DiscussionWhat seems to emerge from this case study of Claira is that pre natal learning is more complex and involved than current research would indicate. Habituation is one technique used to study memory functions in prenates and early infants (Friedman, 1972; Cohen and Gelber, 1975; Fagan, 1984). Habituation methods demonstrate differential responses to both novel and familiarized stimuli as a means of ascertaining if the baby does remember a familiar stimulus (So phian, 1980). Another method is contingency reinforcement to elicit certain learning responses (Rovee-Collier, 1984). In both of these paradigms the stimulus is externally imposed. Both methods look for changes in specific rates (visual, heart, sucking, behavior, etc.). Habituation and contingency reinforcement were evident in the study of Claira. She did learn to recognize and to respond to the [a] sound when reinforced with the penlight. She was able to respond to the social games by pushing back on the abdomen wall. The introduction of nouel stimuli were met with pauses or cessation which could have reflected confusion or surprise. All of these responses are consistent with a habit/procedural type of memory system. Indeed this is well within the Piagetian view that the earliest learning is primarily sensorimotor. However, there are elements in this study which imply that prenatal learning is more than a conditioned response. One was the apparent progressive organization of movement patterns. In addition to changes in rates, we can also see changes in patterns of activity (Bower, 1989). As Bower has pointed out: "we should be looking for a change in pattern of activity, a change to a pattern that shows systematic increases in activity and systematic pauses in activity" (p. 58). The difference in changes may signal a shift from external to internal motivation regarding learning. At some primitive level, the unborn is drawn into relationship with his/her actions in the pursuit of "understanding." Evident in the case study of Claira were systematic changes in activity and pauses. Claira refined her responses to auditory stimuli from a general rolling to the localization of the sound source. The same progression was observed in the visual games when Claira first responded with kicking movements and then by rolling toward the source and touching it with her hand. The pauses in response to the dissonance in the musical piece was met by a new pattern of activity. In each of these examples the stimuli was not changed, although there were changes in her patterns of activity. The inviting question is whether there is also a non habit/non-procedural system of memory functioning at this early learning level. In his work on imitation with very young infants, Meltzoff (1990) has argued for an innate non-habit memory system, particularly as it involves imitation and representational thought. As Meltzoff points out: "There may never be a time that the human infant is confined to a purely habit/procedural mode. In a very real sense, there may be no such thing as an exclusively "sensorimotor period" in the normal human infant (p. 20)". An interesting phenomenon in this study has been Claira's response to object constancy. Object permanence is not expected until much later, generally around six months of age. Contemporary research has shown that this skill is often preceded by the infant's memory and search for an object (Bower, 1971; Moore et al., 1978; Diamond, 1985; Wellman, 1985; Harris, 1987) even though there may be no awareness of the object's independent existence. Claira's localized movement to the bell and her following the light trajectory with her hand would seem to represent this type of behavior. The time lag between light flashes was 1.5 to 2 seconds in duration. Obviously there was enough memory for the object that Claira was also able to locate it. In a real sense, Claira was attempting to recreate the object through her own actions (Sophian, 1980). A further indication of this was her puzzlement when the light was not used to reinforce vowel sounds in a novelty presentation of an activity. During the initial trials of this activity she would hear the [a] sound and see it reinforced with the flashlight. On selected occasions the light was absent which caused some consternation on Claira's part. Later she was able to adapt to the change by touching the abdomen even though the light was not flashed. This was not a consistent pattern, but its presence over several trials indicated her "awareness" of the association pattern, and its presence over several trials indicated her "awareness" of the association between touch and the [a] sound. It would appear from the study that the prenate's perception of the world and ability to respond is a unified perception and not one governed by mere reflexive action. How then does the prenate perceive? Contemporary developmental research (Stern, 1985; Bower, 1989; Meltzoff, 1990; Sallenbach, 1993) sees the young infant as amodal in perception. This refers to the infant's ability to take in information from one sensory modality and transfer it to another sensory modality (Stern, 1985). Thus, the infant is able to "map" visual and auditory cues to his/her own felt response. Bower (1989) sees the young infant as living in a perceptual world determined by "higher order variables". These variables are not tied to the particulars of any one sense but can be presented in two or more senses (p. 173). So strong is this process that when information is presented in a form common to two or more sense modalities, the information "will be registered as events in the psychological world of the newborn (p. 36)". Meltzoff refers to this amodal style as cross-modal functioning in the neonate. Information is transferred from one sensory mode to another. It involves a complex mapping process where equivalences are matched between what is perceived and the body transformations needed to make a felt response to the perception (1990, p. 6). This model can be applied to the apparent imitative skills in very young infants (Meltzoff & Moore, 1977). Never having seen his/her face, (and for some the first time exposure to adult facial gestures), the young infant sees a stranger perform a tongue protrusion and is able to imitate it. In the Meltzoff's model, the infant takes in the visual information, feels the transformation in the body, and reproduces the action. Such representational transformations certainly infer a non-habit/non-procedural memory system as the transformations operate more from recall than from a contingency reinforcement. It may very well be that Claira's movement patterns represent a cross-modality response to the learning activities. The Bonded Beginnings activities purposefully provided two or more sensory modalities as the delivery system. The stimuli were perceived and then transformed into tactile and motoric responses by Claira. At the limited level of investigation for this study, we can only report on her responses as tactile or motoric. Further research into auditory and visual transformations would be worth investigating. Bower (1989) makes an observation relevant for this study. He feels that the muscles and joints can act as higher order variables in amodal perception. In other words, information taken in via one sense, say visual, can be fed into proprioceptive coordinates and shared with other modalities. This view is shared by Meltzoff (1985; 1990) in the idea of active intermodal mapping (AIM), where "neonates can, at some level of processing, apprehend the equivalence between body transformations they see and body transformations of their own that they "feel" themselves make. The adult's gesture would truly act as a model against which infants would compare their responses (1990, p. 6)."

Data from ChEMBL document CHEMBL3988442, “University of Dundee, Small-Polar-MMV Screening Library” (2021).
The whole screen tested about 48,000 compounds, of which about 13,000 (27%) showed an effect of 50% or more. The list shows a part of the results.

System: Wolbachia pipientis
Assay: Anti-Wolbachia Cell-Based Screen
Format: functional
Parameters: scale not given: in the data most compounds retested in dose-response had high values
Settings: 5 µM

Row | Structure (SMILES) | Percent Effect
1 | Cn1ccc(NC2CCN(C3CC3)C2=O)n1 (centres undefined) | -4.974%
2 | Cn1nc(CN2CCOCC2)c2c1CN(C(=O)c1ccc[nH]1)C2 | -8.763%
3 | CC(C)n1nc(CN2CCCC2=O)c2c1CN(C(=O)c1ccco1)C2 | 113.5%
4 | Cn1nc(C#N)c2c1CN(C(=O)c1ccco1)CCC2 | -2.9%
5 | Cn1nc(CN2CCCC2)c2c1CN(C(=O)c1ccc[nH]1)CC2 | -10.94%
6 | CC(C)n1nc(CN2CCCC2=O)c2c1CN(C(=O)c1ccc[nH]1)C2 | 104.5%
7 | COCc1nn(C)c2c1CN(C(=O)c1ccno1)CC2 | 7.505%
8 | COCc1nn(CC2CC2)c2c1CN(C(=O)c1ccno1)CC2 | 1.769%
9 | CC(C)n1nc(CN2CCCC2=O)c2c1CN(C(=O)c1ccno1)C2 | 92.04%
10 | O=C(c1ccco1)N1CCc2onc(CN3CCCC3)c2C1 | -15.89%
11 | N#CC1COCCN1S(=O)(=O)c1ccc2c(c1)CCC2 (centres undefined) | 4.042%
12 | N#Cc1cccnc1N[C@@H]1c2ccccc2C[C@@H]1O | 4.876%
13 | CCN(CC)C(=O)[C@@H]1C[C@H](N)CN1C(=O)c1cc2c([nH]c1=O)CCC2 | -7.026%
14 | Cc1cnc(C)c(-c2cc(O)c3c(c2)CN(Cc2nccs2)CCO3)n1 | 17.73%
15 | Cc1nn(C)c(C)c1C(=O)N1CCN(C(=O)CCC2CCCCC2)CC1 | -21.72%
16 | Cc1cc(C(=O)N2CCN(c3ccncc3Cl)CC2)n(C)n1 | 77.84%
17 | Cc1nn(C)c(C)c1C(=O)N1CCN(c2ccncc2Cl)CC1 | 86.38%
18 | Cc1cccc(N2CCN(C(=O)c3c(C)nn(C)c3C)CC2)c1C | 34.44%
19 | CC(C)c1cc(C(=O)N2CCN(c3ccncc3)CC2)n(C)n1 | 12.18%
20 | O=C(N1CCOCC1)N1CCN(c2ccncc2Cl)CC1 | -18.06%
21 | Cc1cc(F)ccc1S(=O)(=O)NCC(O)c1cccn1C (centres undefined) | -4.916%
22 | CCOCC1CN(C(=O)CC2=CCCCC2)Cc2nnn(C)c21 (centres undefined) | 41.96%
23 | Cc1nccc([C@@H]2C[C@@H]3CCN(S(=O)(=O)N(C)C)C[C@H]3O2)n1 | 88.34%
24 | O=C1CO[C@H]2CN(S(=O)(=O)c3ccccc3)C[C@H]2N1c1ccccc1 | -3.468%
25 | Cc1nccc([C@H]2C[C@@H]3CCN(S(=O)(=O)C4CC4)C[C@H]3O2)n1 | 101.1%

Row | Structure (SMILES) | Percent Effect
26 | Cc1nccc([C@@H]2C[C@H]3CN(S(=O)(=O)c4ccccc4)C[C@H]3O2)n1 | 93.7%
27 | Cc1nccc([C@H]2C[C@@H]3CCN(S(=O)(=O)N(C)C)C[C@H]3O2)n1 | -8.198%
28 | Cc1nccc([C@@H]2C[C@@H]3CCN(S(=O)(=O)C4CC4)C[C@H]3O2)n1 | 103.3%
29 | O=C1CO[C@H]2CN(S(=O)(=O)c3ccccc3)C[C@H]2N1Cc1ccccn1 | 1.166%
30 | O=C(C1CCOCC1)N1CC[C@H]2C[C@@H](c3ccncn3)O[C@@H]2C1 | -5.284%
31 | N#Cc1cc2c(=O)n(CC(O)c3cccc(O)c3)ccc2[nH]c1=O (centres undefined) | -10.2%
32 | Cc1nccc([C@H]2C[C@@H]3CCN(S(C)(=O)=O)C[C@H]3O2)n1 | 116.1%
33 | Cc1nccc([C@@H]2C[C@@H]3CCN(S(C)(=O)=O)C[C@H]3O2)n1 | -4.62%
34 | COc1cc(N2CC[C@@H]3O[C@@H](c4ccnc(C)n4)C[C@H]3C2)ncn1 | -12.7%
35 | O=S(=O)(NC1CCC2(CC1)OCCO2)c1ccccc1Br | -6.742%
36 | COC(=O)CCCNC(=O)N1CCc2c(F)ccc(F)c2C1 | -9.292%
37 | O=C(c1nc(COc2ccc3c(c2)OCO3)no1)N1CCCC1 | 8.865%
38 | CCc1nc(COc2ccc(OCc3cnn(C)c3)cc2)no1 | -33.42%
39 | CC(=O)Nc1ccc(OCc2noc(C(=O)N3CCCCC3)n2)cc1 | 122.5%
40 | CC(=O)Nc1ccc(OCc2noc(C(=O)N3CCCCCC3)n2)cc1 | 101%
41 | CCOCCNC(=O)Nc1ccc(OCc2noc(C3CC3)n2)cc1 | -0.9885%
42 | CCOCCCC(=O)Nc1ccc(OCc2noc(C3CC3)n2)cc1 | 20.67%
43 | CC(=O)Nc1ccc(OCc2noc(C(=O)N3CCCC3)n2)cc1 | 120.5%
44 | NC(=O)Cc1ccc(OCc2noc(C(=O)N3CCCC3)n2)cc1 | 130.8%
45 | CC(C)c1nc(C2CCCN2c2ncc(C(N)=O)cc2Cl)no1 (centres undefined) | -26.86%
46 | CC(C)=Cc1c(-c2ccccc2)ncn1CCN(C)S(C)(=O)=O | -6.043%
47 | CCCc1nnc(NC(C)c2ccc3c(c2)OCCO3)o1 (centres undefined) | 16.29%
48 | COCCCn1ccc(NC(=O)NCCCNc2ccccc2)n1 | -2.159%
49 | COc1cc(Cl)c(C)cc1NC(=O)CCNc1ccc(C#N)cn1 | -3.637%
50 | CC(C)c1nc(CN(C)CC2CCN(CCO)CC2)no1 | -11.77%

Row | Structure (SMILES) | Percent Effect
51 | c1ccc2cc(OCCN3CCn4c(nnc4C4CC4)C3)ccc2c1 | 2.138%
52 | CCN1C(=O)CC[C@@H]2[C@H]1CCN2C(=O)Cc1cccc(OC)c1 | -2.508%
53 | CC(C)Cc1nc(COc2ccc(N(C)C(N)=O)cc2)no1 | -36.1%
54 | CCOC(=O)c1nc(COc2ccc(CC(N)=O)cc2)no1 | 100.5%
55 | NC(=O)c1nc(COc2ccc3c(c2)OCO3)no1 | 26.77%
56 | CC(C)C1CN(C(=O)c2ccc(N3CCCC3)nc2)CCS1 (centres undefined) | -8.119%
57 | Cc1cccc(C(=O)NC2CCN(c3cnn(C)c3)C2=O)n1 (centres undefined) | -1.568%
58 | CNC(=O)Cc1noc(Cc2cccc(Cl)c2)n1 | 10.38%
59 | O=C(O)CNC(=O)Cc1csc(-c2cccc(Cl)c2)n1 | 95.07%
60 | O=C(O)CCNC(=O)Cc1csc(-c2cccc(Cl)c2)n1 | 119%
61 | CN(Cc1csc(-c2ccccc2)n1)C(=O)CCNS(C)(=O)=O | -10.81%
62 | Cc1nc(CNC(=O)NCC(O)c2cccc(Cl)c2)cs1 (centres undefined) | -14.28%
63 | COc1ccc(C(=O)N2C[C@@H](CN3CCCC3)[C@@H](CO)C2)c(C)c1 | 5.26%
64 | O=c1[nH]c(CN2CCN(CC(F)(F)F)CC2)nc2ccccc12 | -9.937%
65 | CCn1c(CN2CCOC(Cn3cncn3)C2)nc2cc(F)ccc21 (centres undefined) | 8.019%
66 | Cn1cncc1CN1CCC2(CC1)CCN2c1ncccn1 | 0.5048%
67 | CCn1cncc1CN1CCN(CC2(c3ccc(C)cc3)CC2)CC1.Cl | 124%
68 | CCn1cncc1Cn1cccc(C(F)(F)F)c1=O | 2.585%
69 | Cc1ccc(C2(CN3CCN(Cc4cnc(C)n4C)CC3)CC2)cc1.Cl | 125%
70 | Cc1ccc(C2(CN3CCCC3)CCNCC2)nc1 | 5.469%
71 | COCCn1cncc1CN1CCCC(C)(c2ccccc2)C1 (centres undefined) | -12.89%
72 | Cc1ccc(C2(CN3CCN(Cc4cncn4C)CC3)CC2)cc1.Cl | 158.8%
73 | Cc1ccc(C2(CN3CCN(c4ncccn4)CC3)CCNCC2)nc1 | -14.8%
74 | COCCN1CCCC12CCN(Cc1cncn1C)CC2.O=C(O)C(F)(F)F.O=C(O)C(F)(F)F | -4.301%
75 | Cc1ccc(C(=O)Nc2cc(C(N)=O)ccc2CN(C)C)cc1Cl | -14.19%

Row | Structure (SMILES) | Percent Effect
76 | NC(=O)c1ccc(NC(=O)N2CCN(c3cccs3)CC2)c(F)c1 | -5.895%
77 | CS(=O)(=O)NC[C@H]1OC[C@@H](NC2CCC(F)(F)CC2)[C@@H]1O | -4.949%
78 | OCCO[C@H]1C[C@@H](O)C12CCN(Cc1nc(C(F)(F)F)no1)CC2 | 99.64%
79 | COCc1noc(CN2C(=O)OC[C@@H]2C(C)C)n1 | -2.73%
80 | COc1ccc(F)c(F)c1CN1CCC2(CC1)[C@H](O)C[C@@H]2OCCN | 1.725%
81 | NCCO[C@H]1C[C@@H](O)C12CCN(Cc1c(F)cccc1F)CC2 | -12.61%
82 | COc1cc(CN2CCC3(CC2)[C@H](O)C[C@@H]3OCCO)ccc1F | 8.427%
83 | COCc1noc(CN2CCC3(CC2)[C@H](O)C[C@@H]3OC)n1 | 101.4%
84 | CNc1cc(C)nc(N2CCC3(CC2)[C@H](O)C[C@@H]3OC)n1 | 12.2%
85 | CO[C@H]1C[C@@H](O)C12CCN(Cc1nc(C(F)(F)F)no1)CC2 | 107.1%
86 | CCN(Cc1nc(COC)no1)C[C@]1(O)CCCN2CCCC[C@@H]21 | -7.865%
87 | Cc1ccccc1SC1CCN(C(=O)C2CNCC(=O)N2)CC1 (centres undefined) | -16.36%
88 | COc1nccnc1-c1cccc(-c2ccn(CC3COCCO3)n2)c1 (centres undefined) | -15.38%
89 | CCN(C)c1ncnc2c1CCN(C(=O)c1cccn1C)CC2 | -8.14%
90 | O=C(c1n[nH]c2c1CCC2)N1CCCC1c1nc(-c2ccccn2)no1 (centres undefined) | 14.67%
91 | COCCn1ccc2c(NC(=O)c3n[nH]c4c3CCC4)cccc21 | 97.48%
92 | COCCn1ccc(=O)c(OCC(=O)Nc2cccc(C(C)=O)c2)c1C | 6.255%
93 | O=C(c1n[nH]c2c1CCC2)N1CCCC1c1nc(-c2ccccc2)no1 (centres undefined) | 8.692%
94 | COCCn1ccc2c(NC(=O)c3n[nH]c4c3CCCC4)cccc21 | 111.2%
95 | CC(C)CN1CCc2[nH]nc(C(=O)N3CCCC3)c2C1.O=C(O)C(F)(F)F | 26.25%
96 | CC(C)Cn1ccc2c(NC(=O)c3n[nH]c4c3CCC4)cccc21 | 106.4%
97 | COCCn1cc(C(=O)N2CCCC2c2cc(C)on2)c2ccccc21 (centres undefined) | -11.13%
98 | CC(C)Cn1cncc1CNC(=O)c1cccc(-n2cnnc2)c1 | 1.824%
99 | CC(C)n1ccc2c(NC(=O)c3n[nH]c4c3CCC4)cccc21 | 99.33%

Claira's Learning Domains and the Cross-Modal Mappings Suggested